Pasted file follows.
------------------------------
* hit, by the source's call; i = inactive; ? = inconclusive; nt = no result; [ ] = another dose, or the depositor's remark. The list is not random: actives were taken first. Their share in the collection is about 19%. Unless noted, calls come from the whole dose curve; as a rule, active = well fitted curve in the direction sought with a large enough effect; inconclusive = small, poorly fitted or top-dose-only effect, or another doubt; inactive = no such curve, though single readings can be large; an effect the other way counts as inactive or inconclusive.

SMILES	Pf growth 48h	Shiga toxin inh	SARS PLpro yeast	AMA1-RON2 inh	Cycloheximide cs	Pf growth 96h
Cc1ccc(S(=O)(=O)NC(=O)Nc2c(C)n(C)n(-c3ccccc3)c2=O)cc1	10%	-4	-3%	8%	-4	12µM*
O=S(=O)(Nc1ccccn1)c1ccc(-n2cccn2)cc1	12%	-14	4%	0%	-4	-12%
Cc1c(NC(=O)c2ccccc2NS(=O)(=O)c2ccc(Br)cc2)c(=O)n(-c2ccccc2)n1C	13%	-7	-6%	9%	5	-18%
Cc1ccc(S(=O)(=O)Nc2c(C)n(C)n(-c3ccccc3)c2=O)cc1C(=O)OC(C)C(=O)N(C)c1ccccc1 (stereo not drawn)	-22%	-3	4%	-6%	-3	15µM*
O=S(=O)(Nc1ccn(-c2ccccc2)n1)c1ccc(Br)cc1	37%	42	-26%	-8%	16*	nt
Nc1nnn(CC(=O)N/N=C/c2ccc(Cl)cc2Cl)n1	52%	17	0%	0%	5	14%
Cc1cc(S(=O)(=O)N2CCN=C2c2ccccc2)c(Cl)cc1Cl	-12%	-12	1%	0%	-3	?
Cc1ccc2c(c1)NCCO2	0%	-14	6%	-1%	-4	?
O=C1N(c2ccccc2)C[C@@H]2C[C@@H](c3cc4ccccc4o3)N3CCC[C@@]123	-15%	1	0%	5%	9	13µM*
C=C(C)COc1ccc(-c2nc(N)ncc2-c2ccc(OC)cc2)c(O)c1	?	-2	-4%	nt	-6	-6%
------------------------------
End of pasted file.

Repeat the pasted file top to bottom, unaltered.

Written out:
* hit, by the source's call; i = inactive; ? = inconclusive; nt = no result; [ ] = another dose, or the depositor's remark. The list is not random: actives were taken first. Their share in the collection is about 19%. Unless noted, calls come from the whole dose curve; as a rule, active = well fitted curve in the direction sought with a large enough effect; inconclusive = small, poorly fitted or top-dose-only effect, or another doubt; inactive = no such curve, though single readings can be large; an effect the other way counts as inactive or inconclusive.

SMILES	Pf growth 48h	Shiga toxin inh	SARS PLpro yeast	AMA1-RON2 inh	Cycloheximide cs	Pf growth 96h
Cc1ccc(S(=O)(=O)NC(=O)Nc2c(C)n(C)n(-c3ccccc3)c2=O)cc1	10%	-4	-3%	8%	-4	12µM*
O=S(=O)(Nc1ccccn1)c1ccc(-n2cccn2)cc1	12%	-14	4%	0%	-4	-12%
Cc1c(NC(=O)c2ccccc2NS(=O)(=O)c2ccc(Br)cc2)c(=O)n(-c2ccccc2)n1C	13%	-7	-6%	9%	5	-18%
Cc1ccc(S(=O)(=O)Nc2c(C)n(C)n(-c3ccccc3)c2=O)cc1C(=O)OC(C)C(=O)N(C)c1ccccc1 (stereo not drawn)	-22%	-3	4%	-6%	-3	15µM*
O=S(=O)(Nc1ccn(-c2ccccc2)n1)c1ccc(Br)cc1	37%	42	-26%	-8%	16*	nt
Nc1nnn(CC(=O)N/N=C/c2ccc(Cl)cc2Cl)n1	52%	17	0%	0%	5	14%
Cc1cc(S(=O)(=O)N2CCN=C2c2ccccc2)c(Cl)cc1Cl	-12%	-12	1%	0%	-3	?
Cc1ccc2c(c1)NCCO2	0%	-14	6%	-1%	-4	?
O=C1N(c2ccccc2)C[C@@H]2C[C@@H](c3cc4ccccc4o3)N3CCC[C@@]123	-15%	1	0%	5%	9	13µM*
C=C(C)COc1ccc(-c2nc(N)ncc2-c2ccc(OC)cc2)c(O)c1	?	-2	-4%	nt	-6	-6%